After careers as an encyclopaedia salesman in Argentina, a copywriter at the advertising agency Young and Rubicam and in running a marketing consultancy, he devised a new publication, Marketing Week, aimed at challenging the then dominant weekly advertising magazine, Campaign, owned by Michael Heseltine's Haymarket Publishing. In 1978 this was regarded as lunacy of a high order.
Nares raised the money for his new company, Marketing Week Publications, by canvassing friends and neighbours in Knightsbridge, and set out to challenge the mighty Campaign. As ever with Nares, there were one or two details left unresolved, not least the appointment of an editor. He was fortunate in finding Michael Chamberlain, who had recently left Campaign, and Chamberlain became his partner as editor and publisher.
Still, no one else in the advertising business thought that marketing people could be reached by a giveaway magazine in such a way that advertisers would find attractive. At first they weren't; the magazine was deadly dull and its revenues virtually non-existent. Haymarket however failed to respond to the challenge, and gradually a group of skilled journalists was recruited, and an aggressive sales staff. Thus one of Britain's most profitable business magazines was created.
In 1982 Marketing Week Communications, still a minnow in trade publishing terms, was bought by another new company, Centaur Communications, headed by Nares's friend Graham Sherren. Sherren had already launched and floated one successful trade publishing house, Morgan-Grampian, and Centaur brought with it much-needed investment funds and, for a short time, the rather less obviously beneficial presence of the former managing director of Express Newspapers, Jocelyn Stevens.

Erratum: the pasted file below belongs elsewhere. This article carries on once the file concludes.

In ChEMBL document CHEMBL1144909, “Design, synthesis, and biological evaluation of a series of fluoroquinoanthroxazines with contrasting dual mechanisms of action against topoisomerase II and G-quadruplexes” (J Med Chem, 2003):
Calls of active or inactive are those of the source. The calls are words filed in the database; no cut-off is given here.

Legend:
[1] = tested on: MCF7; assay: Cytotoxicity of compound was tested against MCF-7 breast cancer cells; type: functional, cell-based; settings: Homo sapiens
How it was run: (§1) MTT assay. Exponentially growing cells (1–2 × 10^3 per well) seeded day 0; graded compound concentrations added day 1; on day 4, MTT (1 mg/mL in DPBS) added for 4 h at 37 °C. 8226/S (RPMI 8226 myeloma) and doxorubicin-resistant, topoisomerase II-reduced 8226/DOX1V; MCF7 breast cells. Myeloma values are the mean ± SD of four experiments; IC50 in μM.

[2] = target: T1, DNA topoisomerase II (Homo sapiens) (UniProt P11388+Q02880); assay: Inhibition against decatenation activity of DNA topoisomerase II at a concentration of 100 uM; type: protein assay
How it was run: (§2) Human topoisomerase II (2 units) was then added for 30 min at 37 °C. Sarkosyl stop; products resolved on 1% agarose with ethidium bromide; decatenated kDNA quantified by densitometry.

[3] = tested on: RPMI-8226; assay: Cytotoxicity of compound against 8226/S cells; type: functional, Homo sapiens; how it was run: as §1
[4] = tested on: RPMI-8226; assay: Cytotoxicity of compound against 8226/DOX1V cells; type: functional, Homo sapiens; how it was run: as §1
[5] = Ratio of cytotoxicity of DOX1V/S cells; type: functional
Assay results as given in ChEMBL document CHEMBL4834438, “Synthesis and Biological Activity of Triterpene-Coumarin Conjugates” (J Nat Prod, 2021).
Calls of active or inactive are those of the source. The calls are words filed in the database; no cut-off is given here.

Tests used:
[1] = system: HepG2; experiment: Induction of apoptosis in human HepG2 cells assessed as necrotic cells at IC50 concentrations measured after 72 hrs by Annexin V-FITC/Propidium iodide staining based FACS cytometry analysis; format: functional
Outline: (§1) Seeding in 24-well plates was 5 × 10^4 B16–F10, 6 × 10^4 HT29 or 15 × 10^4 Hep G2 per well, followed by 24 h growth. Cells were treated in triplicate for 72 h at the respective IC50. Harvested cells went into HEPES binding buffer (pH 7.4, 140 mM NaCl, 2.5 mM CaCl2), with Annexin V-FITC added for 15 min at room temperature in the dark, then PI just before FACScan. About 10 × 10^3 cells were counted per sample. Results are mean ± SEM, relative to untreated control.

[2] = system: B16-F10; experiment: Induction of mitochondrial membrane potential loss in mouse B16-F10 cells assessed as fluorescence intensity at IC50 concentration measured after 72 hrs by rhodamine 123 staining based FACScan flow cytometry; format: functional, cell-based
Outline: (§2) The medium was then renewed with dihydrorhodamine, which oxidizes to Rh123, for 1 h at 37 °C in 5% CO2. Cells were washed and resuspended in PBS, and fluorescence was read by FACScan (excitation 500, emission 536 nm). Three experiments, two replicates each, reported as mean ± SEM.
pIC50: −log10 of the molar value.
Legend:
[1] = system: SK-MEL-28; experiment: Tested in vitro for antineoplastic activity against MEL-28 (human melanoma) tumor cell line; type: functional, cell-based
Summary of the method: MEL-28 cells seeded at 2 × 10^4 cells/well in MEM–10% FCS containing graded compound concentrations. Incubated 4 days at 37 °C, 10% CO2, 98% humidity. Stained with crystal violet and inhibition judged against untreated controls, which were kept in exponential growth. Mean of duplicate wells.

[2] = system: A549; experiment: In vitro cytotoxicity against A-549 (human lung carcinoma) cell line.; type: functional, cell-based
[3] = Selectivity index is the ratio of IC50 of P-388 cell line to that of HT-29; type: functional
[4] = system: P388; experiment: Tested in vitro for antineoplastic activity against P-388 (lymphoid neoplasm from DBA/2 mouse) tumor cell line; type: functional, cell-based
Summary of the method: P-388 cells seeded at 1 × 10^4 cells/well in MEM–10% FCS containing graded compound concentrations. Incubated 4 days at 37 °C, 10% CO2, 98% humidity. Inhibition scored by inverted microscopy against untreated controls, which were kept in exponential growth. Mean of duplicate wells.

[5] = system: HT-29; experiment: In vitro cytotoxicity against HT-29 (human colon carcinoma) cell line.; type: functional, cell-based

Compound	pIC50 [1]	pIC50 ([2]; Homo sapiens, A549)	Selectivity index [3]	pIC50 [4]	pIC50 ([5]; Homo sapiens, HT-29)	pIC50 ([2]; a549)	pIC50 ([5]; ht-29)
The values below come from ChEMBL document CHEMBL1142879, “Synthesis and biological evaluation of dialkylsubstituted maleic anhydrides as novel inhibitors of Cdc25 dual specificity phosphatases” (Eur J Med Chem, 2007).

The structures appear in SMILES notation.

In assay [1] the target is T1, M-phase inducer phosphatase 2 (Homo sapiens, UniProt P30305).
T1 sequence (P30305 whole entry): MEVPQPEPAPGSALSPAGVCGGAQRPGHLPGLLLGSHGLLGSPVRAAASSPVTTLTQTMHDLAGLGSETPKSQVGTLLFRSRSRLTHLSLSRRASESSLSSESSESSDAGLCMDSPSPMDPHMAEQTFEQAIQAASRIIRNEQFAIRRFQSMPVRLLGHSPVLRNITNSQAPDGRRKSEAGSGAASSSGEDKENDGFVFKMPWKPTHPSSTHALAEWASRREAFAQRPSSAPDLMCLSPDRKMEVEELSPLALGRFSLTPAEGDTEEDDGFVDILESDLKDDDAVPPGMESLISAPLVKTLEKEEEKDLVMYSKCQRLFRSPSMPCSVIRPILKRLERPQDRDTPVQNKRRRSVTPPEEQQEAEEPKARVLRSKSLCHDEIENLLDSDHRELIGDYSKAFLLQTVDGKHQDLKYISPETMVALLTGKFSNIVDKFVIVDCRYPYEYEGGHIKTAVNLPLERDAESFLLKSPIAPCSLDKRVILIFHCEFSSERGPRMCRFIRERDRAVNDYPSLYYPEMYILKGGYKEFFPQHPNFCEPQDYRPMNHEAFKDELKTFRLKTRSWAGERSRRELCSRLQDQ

The Eighties were high days for trade publishing, as both display and classified advertising boomed, and later that decade Nares, as Centaur's managing director, had his second brainwave, Money Marketing, a magazine aimed at financial intermediaries. Despite competition from Emap and Financial Times magazines, Money Marketing provided the important second leg of Centaur, a company now turning over pounds 41m, owning a dozen or so major trade titles (and, for some reason, Linguaphone), and expected to float on the Stock Market.
Nares was one of life's cavaliers. Capable of driving his staff to distraction by firing off ideas by the score with little sense of their practicability, he was almost universally liked by his colleagues and customers, which can't be said of all trade publishing executives, who tend to embody the roundhead tendency. His particular skill, apart from coming up with two very good ideas, was his ability to motivate his sales staff with the same "never mind the odds" gusto which he embodied.
A one-time Blues officer, Nares hunted and shot, waterskied on what he called his "lake" somewhere off the M4 and skied with the same audacity he brought to all his activities. He was killed in an avalanche while skiing in the Swiss Alps.
Anthony James Nares, publisher: born London 17 December 1942; married 1975 Thomasin Gilbey (one son); died Klosters, Switzerland 19 February 1996.Reuse content